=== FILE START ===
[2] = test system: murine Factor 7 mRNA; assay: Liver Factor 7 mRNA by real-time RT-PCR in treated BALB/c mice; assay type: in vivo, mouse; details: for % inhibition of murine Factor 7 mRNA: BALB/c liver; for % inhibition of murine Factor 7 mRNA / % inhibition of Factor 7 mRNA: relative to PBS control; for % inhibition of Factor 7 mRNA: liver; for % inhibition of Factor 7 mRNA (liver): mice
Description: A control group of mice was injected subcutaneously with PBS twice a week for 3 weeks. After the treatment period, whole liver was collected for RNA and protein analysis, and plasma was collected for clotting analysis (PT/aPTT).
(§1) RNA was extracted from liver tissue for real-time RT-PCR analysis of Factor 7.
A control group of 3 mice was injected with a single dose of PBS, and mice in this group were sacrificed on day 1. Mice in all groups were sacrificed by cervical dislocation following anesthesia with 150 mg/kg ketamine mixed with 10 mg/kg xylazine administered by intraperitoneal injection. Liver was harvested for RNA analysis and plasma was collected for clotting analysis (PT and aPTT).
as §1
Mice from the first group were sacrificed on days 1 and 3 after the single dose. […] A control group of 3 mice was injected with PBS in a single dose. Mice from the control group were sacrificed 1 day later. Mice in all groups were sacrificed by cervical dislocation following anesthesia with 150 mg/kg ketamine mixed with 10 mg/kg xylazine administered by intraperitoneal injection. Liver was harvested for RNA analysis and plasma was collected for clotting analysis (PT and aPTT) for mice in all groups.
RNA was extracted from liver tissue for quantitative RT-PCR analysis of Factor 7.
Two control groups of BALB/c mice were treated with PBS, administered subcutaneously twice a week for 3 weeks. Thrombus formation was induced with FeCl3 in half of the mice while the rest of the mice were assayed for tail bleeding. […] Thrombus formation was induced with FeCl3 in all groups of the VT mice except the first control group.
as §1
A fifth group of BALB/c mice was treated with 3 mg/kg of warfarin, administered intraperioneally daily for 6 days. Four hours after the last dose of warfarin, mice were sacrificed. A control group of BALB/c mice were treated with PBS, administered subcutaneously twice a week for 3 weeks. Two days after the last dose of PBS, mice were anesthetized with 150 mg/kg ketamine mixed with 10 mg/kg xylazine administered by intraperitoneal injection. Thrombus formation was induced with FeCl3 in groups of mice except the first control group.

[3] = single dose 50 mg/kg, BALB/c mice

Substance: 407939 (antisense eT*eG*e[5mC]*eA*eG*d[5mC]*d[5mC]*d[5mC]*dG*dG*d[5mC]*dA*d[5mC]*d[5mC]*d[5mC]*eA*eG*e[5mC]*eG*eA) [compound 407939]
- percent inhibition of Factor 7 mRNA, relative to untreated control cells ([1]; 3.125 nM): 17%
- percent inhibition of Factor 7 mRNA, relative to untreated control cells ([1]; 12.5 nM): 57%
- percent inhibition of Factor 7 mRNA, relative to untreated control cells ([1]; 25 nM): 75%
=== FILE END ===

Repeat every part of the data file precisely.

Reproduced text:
[2] = test system: murine Factor 7 mRNA; assay: Liver Factor 7 mRNA by real-time RT-PCR in treated BALB/c mice; assay type: in vivo, mouse; details: for % inhibition of murine Factor 7 mRNA: BALB/c liver; for % inhibition of murine Factor 7 mRNA / % inhibition of Factor 7 mRNA: relative to PBS control; for % inhibition of Factor 7 mRNA: liver; for % inhibition of Factor 7 mRNA (liver): mice
Description: A control group of mice was injected subcutaneously with PBS twice a week for 3 weeks. After the treatment period, whole liver was collected for RNA and protein analysis, and plasma was collected for clotting analysis (PT/aPTT).
(§1) RNA was extracted from liver tissue for real-time RT-PCR analysis of Factor 7.
A control group of 3 mice was injected with a single dose of PBS, and mice in this group were sacrificed on day 1. Mice in all groups were sacrificed by cervical dislocation following anesthesia with 150 mg/kg ketamine mixed with 10 mg/kg xylazine administered by intraperitoneal injection. Liver was harvested for RNA analysis and plasma was collected for clotting analysis (PT and aPTT).
as §1
Mice from the first group were sacrificed on days 1 and 3 after the single dose. […] A control group of 3 mice was injected with PBS in a single dose. Mice from the control group were sacrificed 1 day later. Mice in all groups were sacrificed by cervical dislocation following anesthesia with 150 mg/kg ketamine mixed with 10 mg/kg xylazine administered by intraperitoneal injection. Liver was harvested for RNA analysis and plasma was collected for clotting analysis (PT and aPTT) for mice in all groups.
RNA was extracted from liver tissue for quantitative RT-PCR analysis of Factor 7.
Two control groups of BALB/c mice were treated with PBS, administered subcutaneously twice a week for 3 weeks. Thrombus formation was induced with FeCl3 in half of the mice while the rest of the mice were assayed for tail bleeding. […] Thrombus formation was induced with FeCl3 in all groups of the VT mice except the first control group.
as §1
A fifth group of BALB/c mice was treated with 3 mg/kg of warfarin, administered intraperioneally daily for 6 days. Four hours after the last dose of warfarin, mice were sacrificed. A control group of BALB/c mice were treated with PBS, administered subcutaneously twice a week for 3 weeks. Two days after the last dose of PBS, mice were anesthetized with 150 mg/kg ketamine mixed with 10 mg/kg xylazine administered by intraperitoneal injection. Thrombus formation was induced with FeCl3 in groups of mice except the first control group.

[3] = single dose 50 mg/kg, BALB/c mice

Substance: 407939 (antisense eT*eG*e[5mC]*eA*eG*d[5mC]*d[5mC]*d[5mC]*dG*dG*d[5mC]*dA*d[5mC]*d[5mC]*d[5mC]*eA*eG*e[5mC]*eG*eA) [compound 407939]
- percent inhibition of Factor 7 mRNA, relative to untreated control cells ([1]; 3.125 nM): 17%
- percent inhibition of Factor 7 mRNA, relative to untreated control cells ([1]; 12.5 nM): 57%
- percent inhibition of Factor 7 mRNA, relative to untreated control cells ([1]; 25 nM): 75%